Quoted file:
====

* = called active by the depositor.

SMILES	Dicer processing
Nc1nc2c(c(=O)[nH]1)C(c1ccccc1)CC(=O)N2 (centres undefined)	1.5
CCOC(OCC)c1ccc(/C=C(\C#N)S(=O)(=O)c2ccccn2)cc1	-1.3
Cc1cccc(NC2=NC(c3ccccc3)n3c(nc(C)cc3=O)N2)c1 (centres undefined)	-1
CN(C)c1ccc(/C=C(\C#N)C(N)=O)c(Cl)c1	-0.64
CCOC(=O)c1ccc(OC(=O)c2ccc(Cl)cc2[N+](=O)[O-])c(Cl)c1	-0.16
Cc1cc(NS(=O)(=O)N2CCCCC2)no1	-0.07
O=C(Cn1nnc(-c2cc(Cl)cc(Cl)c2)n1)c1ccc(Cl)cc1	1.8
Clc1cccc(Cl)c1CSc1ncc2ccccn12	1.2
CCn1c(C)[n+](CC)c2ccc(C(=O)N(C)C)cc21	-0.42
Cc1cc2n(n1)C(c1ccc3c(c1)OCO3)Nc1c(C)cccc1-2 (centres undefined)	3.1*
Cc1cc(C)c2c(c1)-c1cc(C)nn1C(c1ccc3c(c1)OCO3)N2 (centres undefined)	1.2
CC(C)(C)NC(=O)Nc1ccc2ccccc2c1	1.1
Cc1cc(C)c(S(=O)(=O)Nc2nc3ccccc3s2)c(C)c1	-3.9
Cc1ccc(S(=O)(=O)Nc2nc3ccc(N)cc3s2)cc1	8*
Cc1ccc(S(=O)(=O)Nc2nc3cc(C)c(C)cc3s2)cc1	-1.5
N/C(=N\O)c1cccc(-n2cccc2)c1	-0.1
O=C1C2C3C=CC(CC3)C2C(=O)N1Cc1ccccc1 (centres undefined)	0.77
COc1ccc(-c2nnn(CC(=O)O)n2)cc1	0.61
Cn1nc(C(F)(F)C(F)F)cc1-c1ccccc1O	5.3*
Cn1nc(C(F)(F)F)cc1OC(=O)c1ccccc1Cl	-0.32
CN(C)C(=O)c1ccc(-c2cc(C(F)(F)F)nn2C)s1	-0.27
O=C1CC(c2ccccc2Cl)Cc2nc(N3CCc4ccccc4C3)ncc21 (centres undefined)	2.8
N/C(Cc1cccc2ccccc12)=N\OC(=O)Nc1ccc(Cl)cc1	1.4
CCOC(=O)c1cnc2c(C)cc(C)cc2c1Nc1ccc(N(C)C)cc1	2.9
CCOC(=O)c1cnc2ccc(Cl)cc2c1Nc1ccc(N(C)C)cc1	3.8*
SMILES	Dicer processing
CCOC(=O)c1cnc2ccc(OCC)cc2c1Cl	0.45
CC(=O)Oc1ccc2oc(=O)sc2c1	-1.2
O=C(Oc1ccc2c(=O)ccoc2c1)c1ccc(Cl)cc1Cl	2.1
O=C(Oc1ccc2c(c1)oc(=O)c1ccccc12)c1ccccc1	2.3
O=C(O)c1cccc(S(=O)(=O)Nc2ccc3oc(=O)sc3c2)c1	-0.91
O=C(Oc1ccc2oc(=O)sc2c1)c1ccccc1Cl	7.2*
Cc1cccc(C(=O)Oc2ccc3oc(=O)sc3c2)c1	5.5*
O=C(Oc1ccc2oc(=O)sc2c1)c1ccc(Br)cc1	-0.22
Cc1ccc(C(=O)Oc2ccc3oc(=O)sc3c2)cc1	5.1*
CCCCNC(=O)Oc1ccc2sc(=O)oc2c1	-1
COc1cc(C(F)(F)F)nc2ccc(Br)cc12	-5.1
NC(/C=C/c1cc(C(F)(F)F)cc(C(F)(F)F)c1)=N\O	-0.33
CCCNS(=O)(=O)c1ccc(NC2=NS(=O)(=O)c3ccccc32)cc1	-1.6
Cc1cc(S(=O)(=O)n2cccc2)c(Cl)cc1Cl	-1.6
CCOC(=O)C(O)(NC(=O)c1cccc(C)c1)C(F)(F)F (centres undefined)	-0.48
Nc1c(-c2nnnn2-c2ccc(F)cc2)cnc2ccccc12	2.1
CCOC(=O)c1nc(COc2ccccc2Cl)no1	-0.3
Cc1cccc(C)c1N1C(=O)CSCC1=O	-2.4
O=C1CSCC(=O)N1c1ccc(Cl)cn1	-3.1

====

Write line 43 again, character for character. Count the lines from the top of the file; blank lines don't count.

CCOC(=O)C(O)(NC(=O)c1cccc(C)c1)C(F)(F)F (centres undefined)	-0.48